As an agnostic, I find enough evidence in the physical universe to leave a reasonable doubt that some force may exist somewhere out there that fits some definition of the word, God. This leaves me in a position to wonder why even a vaguely defined, theoretical God would allow so much suffering in the world.
I don’t have any trouble wondering why God would commit any of the atrocities directly ascribed to him in religious texts, because I’ve come to the logical conclusion that the religions invented by our ancestors are simply mythologies that have stayed on the shelf past their expiration date. So I can write off stories of God directly committing genocide as simply ancient tribal leaders projecting their agenda into theocracy. However, I can’t write off abject poverty and war crimes in the modern world.
There’s no denying the pain and suffering in the world, but technically that doesn’t prove God doesn’t exist. At worst, it proves God is cruel. Granted, some people simply refuse to believe in a God that would allow its creation to suffer as we have, and again, anyone who continues to hold out the possibility that God could exist, must confront the question of why their God is so cruel.
I find it hard to resent the theoretical creator of the universe for the suffering in the world, because if God is truly omnipotent and omniscient, then that means God knows and experiences everything that happens. If that’s true, then God has experienced every drop of pain that has ever happened: every shooting, every beating, every disease, every tear. And God hasn’t just experienced every instance of human pain. For every other living creature besides us, life ends by getting eaten by something else. Life is all teeth, nails, cold and rain. There are no doctors and no mercy. Imagine if God was looking through the eyes of every animal that ever got torn to shreds. In that scenario, the question, “Why does God let bad things happen to my loved ones?” pales in comparison to the question, “Why would God go through all the pain in the universe to bring us here in the first place?”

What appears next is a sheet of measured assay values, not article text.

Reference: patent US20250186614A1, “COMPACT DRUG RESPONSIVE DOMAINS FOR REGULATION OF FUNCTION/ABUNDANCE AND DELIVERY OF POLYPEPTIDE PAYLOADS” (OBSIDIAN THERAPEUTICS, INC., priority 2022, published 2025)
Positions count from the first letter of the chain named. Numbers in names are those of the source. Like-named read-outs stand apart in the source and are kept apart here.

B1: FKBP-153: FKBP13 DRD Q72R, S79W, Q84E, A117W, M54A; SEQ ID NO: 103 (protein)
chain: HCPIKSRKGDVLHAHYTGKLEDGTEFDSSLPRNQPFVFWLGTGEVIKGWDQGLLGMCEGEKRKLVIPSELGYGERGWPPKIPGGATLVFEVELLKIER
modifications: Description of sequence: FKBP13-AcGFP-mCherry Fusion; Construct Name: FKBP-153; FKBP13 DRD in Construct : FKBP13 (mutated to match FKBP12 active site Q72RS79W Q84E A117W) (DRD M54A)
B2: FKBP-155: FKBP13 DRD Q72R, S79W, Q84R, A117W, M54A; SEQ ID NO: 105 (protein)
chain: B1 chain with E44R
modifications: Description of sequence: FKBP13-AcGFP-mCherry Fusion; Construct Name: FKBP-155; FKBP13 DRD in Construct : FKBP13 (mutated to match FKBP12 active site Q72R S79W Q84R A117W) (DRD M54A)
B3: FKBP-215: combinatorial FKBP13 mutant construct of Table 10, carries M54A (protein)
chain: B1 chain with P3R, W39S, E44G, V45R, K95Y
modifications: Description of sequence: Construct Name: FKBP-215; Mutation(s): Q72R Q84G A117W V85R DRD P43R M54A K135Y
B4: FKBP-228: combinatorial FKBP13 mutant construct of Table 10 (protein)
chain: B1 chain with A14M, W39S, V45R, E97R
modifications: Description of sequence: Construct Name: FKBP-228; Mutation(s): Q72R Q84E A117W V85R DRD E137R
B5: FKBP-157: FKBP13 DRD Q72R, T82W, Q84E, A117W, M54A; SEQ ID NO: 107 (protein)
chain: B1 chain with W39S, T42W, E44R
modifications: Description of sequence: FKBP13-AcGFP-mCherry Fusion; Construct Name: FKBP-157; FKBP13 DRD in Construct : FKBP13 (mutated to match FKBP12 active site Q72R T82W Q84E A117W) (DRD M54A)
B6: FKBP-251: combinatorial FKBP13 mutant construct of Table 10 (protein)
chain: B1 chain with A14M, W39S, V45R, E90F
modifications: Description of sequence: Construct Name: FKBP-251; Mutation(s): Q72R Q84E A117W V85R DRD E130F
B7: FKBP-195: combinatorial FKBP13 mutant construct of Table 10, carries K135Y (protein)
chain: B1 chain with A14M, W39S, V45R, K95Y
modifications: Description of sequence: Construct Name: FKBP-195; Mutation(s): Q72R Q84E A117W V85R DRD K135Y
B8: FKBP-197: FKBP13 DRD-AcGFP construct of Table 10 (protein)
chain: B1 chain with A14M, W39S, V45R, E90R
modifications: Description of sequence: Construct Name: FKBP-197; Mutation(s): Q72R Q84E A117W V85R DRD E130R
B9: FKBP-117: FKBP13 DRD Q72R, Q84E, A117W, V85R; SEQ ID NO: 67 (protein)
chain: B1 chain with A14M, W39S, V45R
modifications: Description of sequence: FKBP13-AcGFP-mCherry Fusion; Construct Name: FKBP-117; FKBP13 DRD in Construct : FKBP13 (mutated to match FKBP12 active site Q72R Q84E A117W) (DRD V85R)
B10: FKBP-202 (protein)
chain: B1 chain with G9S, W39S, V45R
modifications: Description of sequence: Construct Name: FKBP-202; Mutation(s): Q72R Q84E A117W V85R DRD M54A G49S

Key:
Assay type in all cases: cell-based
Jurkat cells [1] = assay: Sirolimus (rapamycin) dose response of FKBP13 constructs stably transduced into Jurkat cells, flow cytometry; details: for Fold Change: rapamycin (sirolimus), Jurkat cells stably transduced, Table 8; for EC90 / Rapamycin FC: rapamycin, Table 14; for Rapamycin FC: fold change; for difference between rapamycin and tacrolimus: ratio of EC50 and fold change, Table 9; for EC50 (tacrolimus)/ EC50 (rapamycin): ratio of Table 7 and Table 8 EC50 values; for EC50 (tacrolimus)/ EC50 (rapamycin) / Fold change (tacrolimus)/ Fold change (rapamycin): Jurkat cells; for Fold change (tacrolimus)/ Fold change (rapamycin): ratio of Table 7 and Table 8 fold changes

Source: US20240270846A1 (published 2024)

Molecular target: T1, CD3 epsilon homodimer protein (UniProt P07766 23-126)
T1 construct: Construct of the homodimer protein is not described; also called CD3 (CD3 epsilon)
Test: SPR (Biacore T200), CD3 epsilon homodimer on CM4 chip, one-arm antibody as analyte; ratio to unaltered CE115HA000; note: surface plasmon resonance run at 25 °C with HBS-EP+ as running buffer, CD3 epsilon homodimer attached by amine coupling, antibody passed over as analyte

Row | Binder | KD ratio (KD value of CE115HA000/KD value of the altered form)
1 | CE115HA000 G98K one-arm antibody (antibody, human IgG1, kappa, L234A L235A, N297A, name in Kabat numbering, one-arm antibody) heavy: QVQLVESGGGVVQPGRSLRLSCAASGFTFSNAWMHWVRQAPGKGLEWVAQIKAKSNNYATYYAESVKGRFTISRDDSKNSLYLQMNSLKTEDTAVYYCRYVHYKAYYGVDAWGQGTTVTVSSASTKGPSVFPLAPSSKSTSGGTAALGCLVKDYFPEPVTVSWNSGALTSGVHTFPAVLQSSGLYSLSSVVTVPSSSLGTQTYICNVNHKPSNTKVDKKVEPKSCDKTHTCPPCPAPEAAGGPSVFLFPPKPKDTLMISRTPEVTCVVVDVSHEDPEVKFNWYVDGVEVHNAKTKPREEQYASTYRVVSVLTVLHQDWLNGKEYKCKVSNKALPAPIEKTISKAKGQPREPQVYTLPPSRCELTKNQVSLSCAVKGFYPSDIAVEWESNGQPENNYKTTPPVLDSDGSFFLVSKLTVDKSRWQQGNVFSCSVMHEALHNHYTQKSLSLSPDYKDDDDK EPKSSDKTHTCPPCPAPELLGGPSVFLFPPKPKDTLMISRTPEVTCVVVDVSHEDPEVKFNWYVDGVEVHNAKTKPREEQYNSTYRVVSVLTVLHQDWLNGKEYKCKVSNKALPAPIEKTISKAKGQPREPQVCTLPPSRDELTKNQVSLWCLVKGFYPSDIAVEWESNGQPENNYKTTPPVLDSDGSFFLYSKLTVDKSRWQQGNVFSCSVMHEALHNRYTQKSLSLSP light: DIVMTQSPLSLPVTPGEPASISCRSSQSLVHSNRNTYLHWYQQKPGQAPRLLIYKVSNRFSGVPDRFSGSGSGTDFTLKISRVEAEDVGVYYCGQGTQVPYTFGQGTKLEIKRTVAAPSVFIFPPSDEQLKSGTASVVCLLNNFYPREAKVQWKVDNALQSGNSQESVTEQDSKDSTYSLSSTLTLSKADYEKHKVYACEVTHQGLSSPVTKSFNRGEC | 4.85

Even when I imagine a universe where God doesn’t exist, I still find myself coming to the same conclusion. Consider that, if the universe is all that exists, then life is the universe incarnate. Our blood and tears are the universe’s. So why would the universe sublimate life, if it meant damning itself to every ounce of pain that has or will ever exist?
Granted, I may be wrong about all of this. Maybe there is no God, and our insentient universe had no purpose in facilitating the rise of life. We’re all just inevitable cosmic anomalies that blipped into existence at the butt-end of infinity. Our lives are the product of a mathematical probability in a multiverse that may only exist theoretically. All of our pain is meaningless, and our feelings are irrelevant. Looking for justice in the universe is just deluding ourselves into experiencing a baseless sense of peace until our bodies break down and we die in the rain.
This explanation ties up all the loose ends nicely, and the simplest answer is usually the correct one. My problem with this theory is that it’s based on the premise that the universe exists for no reason, and the way we know the universe exists for no reason is because we can’t find a reason why the universe exists. I know so little about the universe that I personally don’t feel qualified to stand behind such a hard line statement as flat fact.
I don’t know how or why the universe was created the way it was. All I can do is look at what’s here and try to connect some dots. I know that in this universe, there exists elegance, consciousness, pain and happiness. I know I value my life, and I was born with the ability to hope, love, want, cry, play, create, and above all, be. And I know joy because I’ve known pain. It doesn’t take a poet to see that “the summer would not be so sweet were it not for the winter.”